11 Steamboats  Robert Fulton invented the steamboat in 1807  The Clermont operated the first regular steamboat route, running between Albany and New York City  1819 – the Savannah used a steam engine as auxiliary power for the first time when it sailed across the Atlantic Ocean  1836 – John Ericsson invented a screw propeller to replace paddle wheels  1838 – the Great Western first ship to sail across the Atlantic on steam power alone, completing the trip in 15 days


13 Macadamized Roads  Strong, hard roads invented by Thomas Telford and John McAdam  Improvement over dirt and gravel roads  Macadamized roads have a smooth, hard surface that supports heavy loads without requiring a thick roadbed  Modern roads are macadamized roads, with tar added to limit the creation of dust


15 Railroads  1830 – Stephenson’s “Rocket” train traveled the 40 miles between Liverpool and Manchester in 1 ½ hours  1830-1870 – railroad tracks went from 49 miles to over 15,000 miles  Steel rails replaced iron rails  Greater train traveling comfort – heavier train cars, improved road beds, and sleeping cars



18 The First and Second Industrial Revolutions  The first, or old, Industrial Revolution took place between about 1750 and 1870 Took place in England, the United States, Belgium, and France Saw fundamental changes in agriculture, the development of factories, and rural-to-urban migration  The second Industrial Revolution took place between about 1870 and 1960 Saw the spread of the Industrial Revolution to places such as Germany, Japan, and Russia Electricity became the primary source of power for factories, farms, and homes Mass production, particularly of consumer goods Use of electrical power saw electronics enter the marketplace (electric lights, radios, fans, television sets)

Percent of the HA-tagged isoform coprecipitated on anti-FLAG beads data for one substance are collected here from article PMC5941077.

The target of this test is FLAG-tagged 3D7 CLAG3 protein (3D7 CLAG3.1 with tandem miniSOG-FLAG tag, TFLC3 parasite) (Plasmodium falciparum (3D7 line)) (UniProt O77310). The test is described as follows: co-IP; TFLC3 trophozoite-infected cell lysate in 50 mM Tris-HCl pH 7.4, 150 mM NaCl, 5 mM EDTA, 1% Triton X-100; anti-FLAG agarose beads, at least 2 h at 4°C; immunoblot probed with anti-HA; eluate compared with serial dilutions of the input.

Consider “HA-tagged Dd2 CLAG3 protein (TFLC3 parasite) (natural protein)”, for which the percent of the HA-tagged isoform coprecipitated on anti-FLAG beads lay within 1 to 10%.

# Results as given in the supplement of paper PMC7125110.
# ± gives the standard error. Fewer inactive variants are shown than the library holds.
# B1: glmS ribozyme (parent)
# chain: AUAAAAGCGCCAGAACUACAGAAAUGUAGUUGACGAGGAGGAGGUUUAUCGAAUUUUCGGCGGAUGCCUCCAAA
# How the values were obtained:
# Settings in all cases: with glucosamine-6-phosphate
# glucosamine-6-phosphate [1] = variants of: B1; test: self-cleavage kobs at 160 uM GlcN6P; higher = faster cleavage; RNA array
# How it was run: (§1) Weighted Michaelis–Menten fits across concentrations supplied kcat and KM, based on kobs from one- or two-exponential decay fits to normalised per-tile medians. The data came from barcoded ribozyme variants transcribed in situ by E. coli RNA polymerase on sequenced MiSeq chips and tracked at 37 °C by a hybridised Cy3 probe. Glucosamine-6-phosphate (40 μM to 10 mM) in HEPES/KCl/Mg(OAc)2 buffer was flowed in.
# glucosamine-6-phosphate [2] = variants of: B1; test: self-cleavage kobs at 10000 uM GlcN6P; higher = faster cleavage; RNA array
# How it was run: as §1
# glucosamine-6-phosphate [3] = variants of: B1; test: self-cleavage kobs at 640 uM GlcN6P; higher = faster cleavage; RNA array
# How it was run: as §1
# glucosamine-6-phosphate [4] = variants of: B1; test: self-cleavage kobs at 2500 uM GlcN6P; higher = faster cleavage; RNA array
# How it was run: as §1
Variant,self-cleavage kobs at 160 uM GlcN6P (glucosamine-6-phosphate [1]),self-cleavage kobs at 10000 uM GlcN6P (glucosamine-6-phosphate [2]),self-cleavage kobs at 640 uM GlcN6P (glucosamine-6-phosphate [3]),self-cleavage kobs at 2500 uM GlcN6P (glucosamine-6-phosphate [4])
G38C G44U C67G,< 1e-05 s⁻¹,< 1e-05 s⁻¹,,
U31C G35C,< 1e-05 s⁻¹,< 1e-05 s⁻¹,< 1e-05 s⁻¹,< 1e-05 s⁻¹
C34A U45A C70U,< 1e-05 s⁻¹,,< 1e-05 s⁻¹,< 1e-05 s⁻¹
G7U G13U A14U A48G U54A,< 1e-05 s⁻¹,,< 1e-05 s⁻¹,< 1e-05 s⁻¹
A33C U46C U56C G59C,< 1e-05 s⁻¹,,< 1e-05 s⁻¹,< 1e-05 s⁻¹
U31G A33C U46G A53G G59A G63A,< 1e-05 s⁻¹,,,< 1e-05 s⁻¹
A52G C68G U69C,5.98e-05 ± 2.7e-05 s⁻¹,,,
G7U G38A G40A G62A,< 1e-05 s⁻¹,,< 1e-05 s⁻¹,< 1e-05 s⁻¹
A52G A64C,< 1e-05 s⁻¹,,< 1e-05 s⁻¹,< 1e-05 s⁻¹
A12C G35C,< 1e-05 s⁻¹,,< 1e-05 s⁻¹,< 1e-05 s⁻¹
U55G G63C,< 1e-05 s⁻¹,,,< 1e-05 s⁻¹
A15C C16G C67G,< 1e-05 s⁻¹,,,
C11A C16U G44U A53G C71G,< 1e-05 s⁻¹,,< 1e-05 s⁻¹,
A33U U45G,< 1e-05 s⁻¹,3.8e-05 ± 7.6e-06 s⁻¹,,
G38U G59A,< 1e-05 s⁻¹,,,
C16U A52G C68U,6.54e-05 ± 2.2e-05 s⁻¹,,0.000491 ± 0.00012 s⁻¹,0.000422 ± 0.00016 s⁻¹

19 Transportation  Railroads Industrialized nations first laid track in their own countries, then in their colonies and other areas under their political influence  Canals Suez Canal (1869) – provided access to the Indian Ocean from the Mediterranean Sea without the need to sail around Africa Panama Canal (1914) – provided access from one side of the Americas to the other without the need to sail around the tip of South America

20 Transportation  Automobiles Charles Goodyear – vulcanized rubber, 1839 Gottlieb Daimler – gasoline engine, 1885 Henry Ford – assembly line, 1908-1915  Airplanes Orville and Wilbur Wright – airplane, 1903 Charles Lindbergh – first non-stop flight across the Atlantic, 1927 20 th -century – growth of commercial aviation